Group B The Rocky Inner Planets

In the Solar System, we have two groups of planets - the outer gas giants and the inner rocky ones. The rocky ones are the first four, which are much smaller and denser than the outer four, containing a much higher percentage of metal elements, and less gases (Mercury and Mars do not in fact have any atmosphere to speak of). Even Venus' thick, scorching atmosphere only accounts for a small fraction of its overall composition. The other four are instead a lot larger and have very dense atmospheres with (relatively) small cores.
The reason for this state of affairs, put simply, is that when the Solar System was born, most of the gases near the Sun were soon either vapourised or blown away by the Solar wind so that only heavy metal & rock materials were left to form the inner planets. Further away though there was plenty of gas and this accumulated together to form behemoths the size of Saturn and Jupiter.

Planets give out heat too…

In the outer Solar System, the planets recieve much less light and heat from the Sun, as they are much further away, and the Solar radiation travelling outwards behaves according to an inverse square law. It is thus much easier to detect the small amounts of heat and light given out by the planets themselves. All planets give out energy to some degree; the terrestrial ones by slow radioactive decay of isotopes formed since the planet's formation, the gas giants emit heat left over from the planets' final phases of contraction when they were formed. With the exception of Uranus, the gas giants emit more heat than the terrestrial planets.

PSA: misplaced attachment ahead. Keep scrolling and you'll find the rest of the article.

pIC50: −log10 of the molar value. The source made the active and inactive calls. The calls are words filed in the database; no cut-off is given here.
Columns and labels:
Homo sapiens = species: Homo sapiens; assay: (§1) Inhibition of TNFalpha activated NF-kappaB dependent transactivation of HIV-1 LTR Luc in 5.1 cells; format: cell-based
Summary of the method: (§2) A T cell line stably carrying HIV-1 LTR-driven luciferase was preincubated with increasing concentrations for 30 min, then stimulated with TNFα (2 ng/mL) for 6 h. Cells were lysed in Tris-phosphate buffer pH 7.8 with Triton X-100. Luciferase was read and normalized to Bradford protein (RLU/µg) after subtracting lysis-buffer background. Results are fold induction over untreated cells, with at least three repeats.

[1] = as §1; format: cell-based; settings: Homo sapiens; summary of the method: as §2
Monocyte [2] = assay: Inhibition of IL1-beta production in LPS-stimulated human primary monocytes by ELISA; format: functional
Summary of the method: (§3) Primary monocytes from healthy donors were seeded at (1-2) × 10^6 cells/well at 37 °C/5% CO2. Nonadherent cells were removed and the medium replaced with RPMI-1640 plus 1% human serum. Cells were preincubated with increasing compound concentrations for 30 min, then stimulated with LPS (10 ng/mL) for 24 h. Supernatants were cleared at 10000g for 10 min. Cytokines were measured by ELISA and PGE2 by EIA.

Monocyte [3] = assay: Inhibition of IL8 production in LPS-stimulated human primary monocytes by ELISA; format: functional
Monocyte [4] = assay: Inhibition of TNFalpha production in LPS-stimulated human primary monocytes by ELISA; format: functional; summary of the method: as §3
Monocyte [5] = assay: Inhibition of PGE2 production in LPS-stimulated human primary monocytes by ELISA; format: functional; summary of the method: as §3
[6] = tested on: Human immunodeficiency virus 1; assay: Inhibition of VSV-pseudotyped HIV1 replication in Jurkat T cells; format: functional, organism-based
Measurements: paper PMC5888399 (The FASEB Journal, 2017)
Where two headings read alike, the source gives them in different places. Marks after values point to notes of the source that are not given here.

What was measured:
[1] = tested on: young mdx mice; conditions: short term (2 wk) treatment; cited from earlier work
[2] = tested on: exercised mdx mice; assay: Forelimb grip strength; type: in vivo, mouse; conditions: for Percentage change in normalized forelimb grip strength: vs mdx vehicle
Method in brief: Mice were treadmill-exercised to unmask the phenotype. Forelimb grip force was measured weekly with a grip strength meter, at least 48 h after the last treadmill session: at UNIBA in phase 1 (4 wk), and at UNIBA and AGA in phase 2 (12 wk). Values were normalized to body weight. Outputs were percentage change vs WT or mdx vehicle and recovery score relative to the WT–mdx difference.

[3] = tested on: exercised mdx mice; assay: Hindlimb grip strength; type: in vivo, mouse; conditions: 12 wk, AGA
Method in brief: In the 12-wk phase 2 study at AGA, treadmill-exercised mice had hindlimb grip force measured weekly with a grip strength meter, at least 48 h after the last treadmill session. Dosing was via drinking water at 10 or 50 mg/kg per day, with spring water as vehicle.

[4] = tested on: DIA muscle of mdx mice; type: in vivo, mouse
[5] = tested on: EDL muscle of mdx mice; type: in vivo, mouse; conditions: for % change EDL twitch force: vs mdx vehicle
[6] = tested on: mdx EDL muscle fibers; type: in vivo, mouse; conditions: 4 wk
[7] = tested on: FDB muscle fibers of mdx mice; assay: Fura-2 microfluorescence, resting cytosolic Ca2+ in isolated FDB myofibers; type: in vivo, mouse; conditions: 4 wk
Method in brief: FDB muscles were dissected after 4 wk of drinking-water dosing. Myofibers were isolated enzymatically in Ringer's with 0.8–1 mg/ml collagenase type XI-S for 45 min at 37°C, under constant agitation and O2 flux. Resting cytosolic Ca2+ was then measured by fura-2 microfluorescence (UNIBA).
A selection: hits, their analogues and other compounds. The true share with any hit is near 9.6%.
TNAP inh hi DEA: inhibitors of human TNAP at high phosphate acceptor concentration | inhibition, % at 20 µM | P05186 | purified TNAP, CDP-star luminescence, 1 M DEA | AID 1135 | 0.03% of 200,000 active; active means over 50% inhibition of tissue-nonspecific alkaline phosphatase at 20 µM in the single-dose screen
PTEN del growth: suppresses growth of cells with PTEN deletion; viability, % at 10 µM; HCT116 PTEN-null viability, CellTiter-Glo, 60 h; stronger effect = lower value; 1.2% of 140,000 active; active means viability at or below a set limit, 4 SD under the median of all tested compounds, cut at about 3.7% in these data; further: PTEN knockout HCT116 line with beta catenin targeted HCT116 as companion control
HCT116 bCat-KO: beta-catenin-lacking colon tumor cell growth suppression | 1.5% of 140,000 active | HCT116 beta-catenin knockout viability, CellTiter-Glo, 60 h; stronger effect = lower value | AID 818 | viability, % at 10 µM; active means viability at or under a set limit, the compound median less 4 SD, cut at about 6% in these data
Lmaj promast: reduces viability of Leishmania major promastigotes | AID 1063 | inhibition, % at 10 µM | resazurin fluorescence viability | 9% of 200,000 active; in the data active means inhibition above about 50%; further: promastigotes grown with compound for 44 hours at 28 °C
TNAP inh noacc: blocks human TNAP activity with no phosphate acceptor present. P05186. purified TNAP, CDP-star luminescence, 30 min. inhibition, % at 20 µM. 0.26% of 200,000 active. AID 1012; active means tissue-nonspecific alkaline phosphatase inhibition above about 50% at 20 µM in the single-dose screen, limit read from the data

The inner planets, Mercury, Venus, Earth and Mars, can be (very) roughly split into 2 sub-groups. The first and last of the inner planets, Mercury and Mars respectively, are both comparatively small (Mercury has a diameter of 4,800km and Mars of 6,700km compared to Earth's 12,800km) and have no atmospheres to speak of.

The middle two planets, Venus and Earth on the other hand, are very similar in size (Venus has a diameter of 12,100km to Earth's 12,800km) and have a similar composition, mass and density. However, Venus' position slightly closer to the Sun has resulted in a 'runaway greenhouse effect' creating a scorching, styfling inferno on the surface of the planet, whereas Earth is much more temperate.

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